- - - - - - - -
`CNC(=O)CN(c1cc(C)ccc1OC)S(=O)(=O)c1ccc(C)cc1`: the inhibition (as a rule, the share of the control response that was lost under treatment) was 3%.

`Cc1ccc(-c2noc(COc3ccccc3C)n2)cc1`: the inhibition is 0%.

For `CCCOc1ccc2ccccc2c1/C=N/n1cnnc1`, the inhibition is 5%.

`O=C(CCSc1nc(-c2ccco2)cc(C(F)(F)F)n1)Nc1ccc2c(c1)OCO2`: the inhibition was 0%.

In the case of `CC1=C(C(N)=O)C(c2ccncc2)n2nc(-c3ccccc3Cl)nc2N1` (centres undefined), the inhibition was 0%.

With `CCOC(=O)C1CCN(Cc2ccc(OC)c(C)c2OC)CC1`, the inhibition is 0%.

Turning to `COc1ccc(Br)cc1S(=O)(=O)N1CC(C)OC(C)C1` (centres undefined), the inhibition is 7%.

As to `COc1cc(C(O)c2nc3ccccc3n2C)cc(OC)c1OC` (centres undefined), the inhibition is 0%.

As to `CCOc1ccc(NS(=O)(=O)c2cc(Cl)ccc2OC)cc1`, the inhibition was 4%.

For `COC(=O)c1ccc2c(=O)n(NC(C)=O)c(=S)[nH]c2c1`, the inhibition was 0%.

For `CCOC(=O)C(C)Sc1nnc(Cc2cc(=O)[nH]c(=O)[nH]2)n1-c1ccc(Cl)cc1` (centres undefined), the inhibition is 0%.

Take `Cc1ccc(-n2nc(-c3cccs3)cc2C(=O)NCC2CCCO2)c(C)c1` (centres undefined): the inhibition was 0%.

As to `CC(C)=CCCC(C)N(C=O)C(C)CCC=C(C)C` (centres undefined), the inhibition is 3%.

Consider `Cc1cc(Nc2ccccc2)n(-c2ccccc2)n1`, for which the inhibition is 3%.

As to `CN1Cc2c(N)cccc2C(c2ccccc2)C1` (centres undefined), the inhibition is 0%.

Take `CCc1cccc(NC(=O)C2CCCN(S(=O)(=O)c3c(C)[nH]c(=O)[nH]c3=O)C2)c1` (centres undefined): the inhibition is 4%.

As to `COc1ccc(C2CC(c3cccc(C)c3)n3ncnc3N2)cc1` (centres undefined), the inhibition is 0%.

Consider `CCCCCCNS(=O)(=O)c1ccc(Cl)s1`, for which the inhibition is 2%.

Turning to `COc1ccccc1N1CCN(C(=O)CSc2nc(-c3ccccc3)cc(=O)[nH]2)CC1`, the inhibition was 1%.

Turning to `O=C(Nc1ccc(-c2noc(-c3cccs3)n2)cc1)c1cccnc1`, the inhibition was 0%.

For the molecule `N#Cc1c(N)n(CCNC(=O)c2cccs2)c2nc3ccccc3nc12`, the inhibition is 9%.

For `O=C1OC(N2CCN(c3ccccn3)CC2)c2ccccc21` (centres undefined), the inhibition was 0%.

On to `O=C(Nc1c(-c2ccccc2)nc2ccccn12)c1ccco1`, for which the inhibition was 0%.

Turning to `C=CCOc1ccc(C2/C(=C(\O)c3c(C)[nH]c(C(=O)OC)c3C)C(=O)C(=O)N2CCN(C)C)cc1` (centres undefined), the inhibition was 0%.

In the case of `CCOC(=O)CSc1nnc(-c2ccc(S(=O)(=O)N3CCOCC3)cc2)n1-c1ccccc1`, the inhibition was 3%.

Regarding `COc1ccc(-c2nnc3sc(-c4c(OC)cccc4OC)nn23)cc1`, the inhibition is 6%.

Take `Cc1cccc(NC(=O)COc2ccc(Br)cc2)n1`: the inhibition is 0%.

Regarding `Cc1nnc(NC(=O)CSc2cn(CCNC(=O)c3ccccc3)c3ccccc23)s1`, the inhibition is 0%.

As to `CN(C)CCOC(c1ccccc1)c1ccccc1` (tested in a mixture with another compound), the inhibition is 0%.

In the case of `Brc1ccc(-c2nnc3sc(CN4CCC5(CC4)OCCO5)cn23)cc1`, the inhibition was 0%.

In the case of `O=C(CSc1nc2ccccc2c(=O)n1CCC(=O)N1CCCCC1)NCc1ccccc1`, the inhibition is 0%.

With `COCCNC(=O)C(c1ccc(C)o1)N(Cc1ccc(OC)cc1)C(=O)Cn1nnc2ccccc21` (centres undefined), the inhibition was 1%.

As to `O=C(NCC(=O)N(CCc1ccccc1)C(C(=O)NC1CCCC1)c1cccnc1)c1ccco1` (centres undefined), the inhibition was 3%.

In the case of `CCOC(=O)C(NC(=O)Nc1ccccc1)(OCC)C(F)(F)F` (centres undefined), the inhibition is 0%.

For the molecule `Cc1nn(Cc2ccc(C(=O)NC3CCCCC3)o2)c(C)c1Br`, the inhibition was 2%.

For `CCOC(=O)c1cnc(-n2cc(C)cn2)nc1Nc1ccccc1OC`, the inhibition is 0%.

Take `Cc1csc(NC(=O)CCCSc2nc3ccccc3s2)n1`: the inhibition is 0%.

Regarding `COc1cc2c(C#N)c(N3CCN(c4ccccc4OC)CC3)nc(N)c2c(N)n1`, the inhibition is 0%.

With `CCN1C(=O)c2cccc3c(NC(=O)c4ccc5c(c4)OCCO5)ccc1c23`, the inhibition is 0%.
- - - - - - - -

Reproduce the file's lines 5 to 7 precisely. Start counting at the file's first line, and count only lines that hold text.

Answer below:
In the case of `CC1=C(C(N)=O)C(c2ccncc2)n2nc(-c3ccccc3Cl)nc2N1` (centres undefined), the inhibition was 0%.

With `CCOC(=O)C1CCN(Cc2ccc(OC)c(C)c2OC)CC1`, the inhibition is 0%.

Turning to `COc1ccc(Br)cc1S(=O)(=O)N1CC(C)OC(C)C1` (centres undefined), the inhibition is 7%.